Ribbon Flow
A type of tube layout or pass rib pattern. Named because it creates an end to end flow which looks like a piece of ribbon candy.

Setting Drawing
The final assembly drawing of a heat exchanger.

Shell Assembly
The name of the assembly into which the tube bundle fits. The shell also contains the shellside connections.

Shell Head
A shell head is a formed plate which is welded to the shell (or bonnet) pipe. The shell head can be many styles or shapes, including flanged and dished, elliptical, ellipsoidal, and hemispherical. Generally, as a head gets flatter it gets weaker, therefore designers can use a flat end plate or a thinner formed head to do the same job.

Shell Side
The side of a heat exchanger where the fluid circulates around the outside of the tubes. See Tubeside.

Slip-On Flange
A type of nozzle flange. A slip-on flange slips over the nozzle pipe and is welded in place.

A piece of tubing that slides over the tie rod or tie tube between the baffle plates. The spacer holds the baffle plate in a permanent position.

Two or more heat exchangers which have been stacked together either side by side or one on top of the other. These units have interconnecting piping hooking them together.

Stationary Tubesheet
The tubesheet at one end of a removable bundle. It has a larger diameter than the floating tubesheet. The stationary tubesheet is held together in a permanent position between the bonnet and shell flanges.

Stub End
A stub end is the fluid contact surface used with a lap-joint flange.

Stud/Stud Bolt
A stud bolt is used to hold two or more pieces together. It is threaded the full length (T.F.L.) and fits through bolt holes which are not tapped. A hex nut is used on both ends. A stud is similar to studbolt except it threads into a tapped hole and a hex nut is used on one end only.

Stuffing Box Flange
A flange used at a packed end joint. When a packed joint is tightened the packing ring is forced into this flange by the lantern ring or lantern gland.

Support Foot
See Cradle Assembly. A support foot is usually bolted to the heat exchanger using the bonnet to shell flange bolting.

Tubular Exchange Manufacturer's Association. The TEMA Standards cover the design, manufacture, installation, operation, and maintenance of shell and tube heat exchangers. TEMA C is for generally moderate requirements of commercial and general process requirements. TEMA B is for chemical process services. TEMA R generally serves requirements of petroleum and related processing applications.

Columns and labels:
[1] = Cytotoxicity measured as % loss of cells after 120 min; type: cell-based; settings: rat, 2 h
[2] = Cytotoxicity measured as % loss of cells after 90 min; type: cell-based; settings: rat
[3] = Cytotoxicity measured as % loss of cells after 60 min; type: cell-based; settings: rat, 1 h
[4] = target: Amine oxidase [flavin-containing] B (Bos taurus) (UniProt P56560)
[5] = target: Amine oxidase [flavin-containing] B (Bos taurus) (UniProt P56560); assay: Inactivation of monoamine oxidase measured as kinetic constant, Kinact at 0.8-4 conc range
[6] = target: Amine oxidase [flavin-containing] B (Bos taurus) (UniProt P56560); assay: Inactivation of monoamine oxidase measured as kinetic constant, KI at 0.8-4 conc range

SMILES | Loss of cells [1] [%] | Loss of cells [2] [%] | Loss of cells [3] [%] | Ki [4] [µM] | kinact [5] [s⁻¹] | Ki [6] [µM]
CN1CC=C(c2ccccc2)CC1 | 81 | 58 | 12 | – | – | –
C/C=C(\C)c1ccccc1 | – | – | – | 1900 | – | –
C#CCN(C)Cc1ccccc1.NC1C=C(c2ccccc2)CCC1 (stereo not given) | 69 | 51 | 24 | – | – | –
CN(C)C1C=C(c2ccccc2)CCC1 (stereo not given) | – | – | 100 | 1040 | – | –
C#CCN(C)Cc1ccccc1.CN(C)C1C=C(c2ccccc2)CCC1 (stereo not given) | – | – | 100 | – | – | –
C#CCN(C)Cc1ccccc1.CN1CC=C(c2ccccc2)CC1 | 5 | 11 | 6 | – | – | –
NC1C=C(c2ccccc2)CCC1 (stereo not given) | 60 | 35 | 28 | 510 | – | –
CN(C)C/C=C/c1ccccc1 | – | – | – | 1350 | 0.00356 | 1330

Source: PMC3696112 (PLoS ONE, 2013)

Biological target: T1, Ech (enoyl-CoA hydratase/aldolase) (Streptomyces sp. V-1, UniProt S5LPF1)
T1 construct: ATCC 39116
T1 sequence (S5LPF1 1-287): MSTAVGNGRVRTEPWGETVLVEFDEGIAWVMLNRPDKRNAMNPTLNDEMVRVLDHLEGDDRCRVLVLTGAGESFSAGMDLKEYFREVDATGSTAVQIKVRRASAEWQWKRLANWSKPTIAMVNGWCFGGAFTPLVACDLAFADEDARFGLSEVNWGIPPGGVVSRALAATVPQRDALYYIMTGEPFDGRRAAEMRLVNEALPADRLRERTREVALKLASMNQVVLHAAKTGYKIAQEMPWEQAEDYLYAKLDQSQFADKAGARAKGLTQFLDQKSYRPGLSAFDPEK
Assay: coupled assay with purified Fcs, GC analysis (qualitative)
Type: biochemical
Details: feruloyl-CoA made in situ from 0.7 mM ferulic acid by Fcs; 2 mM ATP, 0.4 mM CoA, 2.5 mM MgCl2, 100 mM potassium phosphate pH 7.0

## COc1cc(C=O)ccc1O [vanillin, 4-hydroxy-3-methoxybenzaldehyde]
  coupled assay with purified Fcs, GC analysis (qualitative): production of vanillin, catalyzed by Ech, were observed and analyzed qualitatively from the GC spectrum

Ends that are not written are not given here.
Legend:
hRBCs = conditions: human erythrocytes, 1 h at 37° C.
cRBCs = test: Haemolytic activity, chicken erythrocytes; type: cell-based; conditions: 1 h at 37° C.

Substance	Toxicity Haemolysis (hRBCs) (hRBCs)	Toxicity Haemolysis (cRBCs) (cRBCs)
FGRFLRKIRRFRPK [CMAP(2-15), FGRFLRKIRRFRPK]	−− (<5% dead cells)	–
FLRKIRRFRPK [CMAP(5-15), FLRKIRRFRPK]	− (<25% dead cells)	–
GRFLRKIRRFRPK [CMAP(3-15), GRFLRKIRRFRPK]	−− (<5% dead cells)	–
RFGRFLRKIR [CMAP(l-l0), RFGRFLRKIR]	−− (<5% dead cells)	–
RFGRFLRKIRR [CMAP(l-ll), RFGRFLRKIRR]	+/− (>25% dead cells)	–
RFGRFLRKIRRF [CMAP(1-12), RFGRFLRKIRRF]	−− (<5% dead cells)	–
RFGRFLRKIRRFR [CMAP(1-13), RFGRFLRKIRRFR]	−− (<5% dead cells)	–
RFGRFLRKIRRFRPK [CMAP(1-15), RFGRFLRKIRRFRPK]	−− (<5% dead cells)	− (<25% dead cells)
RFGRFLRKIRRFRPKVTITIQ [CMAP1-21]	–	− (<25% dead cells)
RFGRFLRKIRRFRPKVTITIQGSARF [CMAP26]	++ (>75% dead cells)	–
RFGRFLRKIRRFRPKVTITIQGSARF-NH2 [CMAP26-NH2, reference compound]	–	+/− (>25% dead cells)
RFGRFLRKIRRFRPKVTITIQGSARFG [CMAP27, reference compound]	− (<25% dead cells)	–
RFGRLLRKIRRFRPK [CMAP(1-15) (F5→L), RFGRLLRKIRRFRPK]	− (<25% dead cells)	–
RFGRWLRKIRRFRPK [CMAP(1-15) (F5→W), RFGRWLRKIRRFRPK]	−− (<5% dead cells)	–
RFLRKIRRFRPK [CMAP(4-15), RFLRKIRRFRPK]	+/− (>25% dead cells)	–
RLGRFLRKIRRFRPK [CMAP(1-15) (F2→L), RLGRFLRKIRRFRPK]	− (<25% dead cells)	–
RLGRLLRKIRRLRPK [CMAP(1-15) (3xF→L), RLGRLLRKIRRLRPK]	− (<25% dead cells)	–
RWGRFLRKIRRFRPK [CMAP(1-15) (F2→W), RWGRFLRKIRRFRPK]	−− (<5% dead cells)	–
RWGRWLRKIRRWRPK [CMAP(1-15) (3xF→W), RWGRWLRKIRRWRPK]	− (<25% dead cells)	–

Test Pressure
Generally 1.5 times the design pressure. The pressure used during a hydrostatic test. The test is made to detect leaks at any joint on the heat exchanger.

Tie Rod
A small diameter rod which threads into the stationary end tubesheet. This rod ties the baffles and spacers together.

Tie Tube
A tie tube takes the place of the tie rod in a small diameter heat exchanger. It serves the same purpose as a tie rod.

Tube Layout
The tube layout drawing shows the positioning of the tubes inside the heat exchanger. It also shows the locations of the tierods.

The tubesheet is a plate that secures both ends of the tube in a heat exchanger. Both the shellside and tubeside mediums come in contact with it.

Tube Side
The side of a heat exchanger where the fluid circulates through the inside of the tubes. See Shell Side.

Water Box
See Bonnet Assembly and Channel Assembly. Another name for bonnet or channel.

Weld Neck Flange
A type of nozzle flange. A weld neck flange is used when a butt weld is required. This means the end of the flange butts up against a piece of pipe, both the flange and the pipe are bevelled. The joint provides sound weld with no overlapping of parts.

See Protector Rod.

1,2,4 Pass
The number of times the fluid passed through the tube bundle. In a one pass unit the tube side medium passes through all the tubes once. In a two pass unit it passes through one half of the tubes and returns through the other half. A four pass unit goes through approximately one quarter of the tubes, down and back four times. Greater than 1 Pass is referred to as a multi-pass unit.